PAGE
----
The former journalist and mother-of-three adds: “As a consequence we have seen an absolutely massive rise in mental health issues because children are humans.
“They’re not little machines who can be adjusted or recalibrated, or mobile phones that can have new apps installed. They are human beings and they are being treated like units on a factory production line.”
Madeleine says the current testing system is a “time bomb” and needs to be addressed by the incoming government.
At a Budget, the headline will inevitably be whether a pint of beer is going to cost more thanks to the Chancellor of the Exchequer. Yet come a general election, nothing. This was the only picture HuffPost UK could find of a politician backing the industry from major photo agencies that did not involve Nigel Farage.
The great British boozer has long been in decline. While the rate of closures has slowed down, pubs are shutting their doors for good at a rate of 23 a week.
British politics has made huge strides in recognition of mental health conditions and the need to establish ‘parity of esteem’ with physical illness in the NHS, which is borne out by the issue featuring prominently in all manifestos.
Yet they are light on detail. Among the issues campaigners think should be addressed include police cells being used as ‘places of safety’ for people in mental health crisis. National Police Chiefs’ Council figures show police forces put people who are unwell in police cells 2,100 times last year under Section 136 of the Mental Health Act. While legislation last ended the use of cells as ‘places of safety’ for under-18s who are suicidal, self-harming or in psychosis, the Mind mental health charity is calling for this to be extended to adults too.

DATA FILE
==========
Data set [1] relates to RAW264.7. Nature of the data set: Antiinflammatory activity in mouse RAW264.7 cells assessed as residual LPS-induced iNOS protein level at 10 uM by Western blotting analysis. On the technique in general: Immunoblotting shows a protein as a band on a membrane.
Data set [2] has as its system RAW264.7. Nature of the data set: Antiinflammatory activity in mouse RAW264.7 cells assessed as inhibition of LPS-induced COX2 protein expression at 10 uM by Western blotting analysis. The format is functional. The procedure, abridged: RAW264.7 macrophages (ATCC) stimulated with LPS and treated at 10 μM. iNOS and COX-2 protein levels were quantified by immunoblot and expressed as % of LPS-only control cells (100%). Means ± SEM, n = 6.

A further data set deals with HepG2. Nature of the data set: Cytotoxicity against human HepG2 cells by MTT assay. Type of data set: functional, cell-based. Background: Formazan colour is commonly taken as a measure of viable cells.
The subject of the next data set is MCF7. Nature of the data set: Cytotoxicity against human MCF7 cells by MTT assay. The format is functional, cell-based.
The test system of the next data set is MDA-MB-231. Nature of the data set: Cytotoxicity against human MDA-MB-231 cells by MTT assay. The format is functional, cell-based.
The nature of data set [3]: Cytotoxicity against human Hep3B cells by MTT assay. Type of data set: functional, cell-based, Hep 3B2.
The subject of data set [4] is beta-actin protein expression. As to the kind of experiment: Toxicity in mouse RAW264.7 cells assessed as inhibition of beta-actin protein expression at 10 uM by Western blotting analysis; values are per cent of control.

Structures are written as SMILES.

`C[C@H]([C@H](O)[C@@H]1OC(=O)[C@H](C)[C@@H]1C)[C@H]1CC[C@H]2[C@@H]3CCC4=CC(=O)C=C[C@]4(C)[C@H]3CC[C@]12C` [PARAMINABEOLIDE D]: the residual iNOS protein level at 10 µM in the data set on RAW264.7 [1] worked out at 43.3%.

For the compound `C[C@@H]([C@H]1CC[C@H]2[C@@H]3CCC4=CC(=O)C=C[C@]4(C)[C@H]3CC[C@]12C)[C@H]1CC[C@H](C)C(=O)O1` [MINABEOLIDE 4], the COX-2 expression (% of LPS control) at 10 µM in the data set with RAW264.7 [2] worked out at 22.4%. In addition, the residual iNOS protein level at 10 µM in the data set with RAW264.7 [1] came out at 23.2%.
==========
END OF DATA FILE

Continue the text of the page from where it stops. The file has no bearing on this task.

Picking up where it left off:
Mind says it has heard from people who were left cold and hungry and unable to sleep from the noise from people in other cells, or kept in the dark because lightbulbs have been removed to prevent self-harming.
While health-based ‘places of safety’ such as hospitals are not always available, it argues if forces including Merseyside and Hertfordshire can entirely avoid detaining vulnerable people in police cells, so can the rest of England and Wales.
Animal welfare has barely featured, much to the frustration of campaigners. More than 4,000 serious breaches of animal welfare laws in British slaughterhouses were reported to the Food Standards Agency in the two years up to August 2016, yet abattoirs are still not required to install CCTV.
Between 2009 and 2016, Animal Aid covertly filmed inside 11 UK slaughterhouses. Ten of them were found to be breaking animal welfare laws.
The secret filming showed workers punching and kicking animals in the head, picking them up and throwing them across rooms and burning them with cigarettes.
The animal rights group is leading the call for independently monitored CCTV cameras to be installed in all slaughterhouses and is urging for the next government to tackle what is a relatively hidden issue.
Animal Aid says the surveillance will not only act as a deterrent but will also strengthen prosecutions against those who mistreat farm animals.
Matt Carson wants to work. Every day he applies for up to 10 jobs in marketing and administration. Even when he gets an interview and the recruiters say he will get a call back, he rarely does. The process can be disheartening for most people, but Matt’s story is far too common as statistically he is twice as likely to be unemployed as a non-disabled person.
Matt had a stroke at birth, which affected the right hand side of his body. He also has cerebral palsy. As a result he sometimes needs a little longer to complete certain tasks, which takes him out of the running for some roles as companies are sometimes unwilling to accommodate him.
“Someone like myself who has a disability isn’t being given the opportunity,” Matt tells HuffPost UK.
“I realised that when I was going for these interviews, I was being discriminated against simply because they weren’t willing to help me and change an aspect of the role to help me,” the 28-year-old says.
Matt, who lives in Manchester, has a BTECH diploma in IT and Business and a foundation degree in Business and Marketing.
Matt has had two jobs since leaving university in 2012. His first role he stayed in for about four years and the second he had to leave three months ago because his boss couldn’t afford to keep him on.
“For people with disabilities companies are not very cooperative or forthcoming to help people like myself,” Matt says.
Allowing someone who is disabled to sometimes work from home or adjusting an aspect of the building such as door locks can have a big impact on the life of a disabled person wishing to work.
“I think that we should be given an opportunity and a chance. I think that businesses should have a policy for giving people from all disabilities an opportunity,” he adds.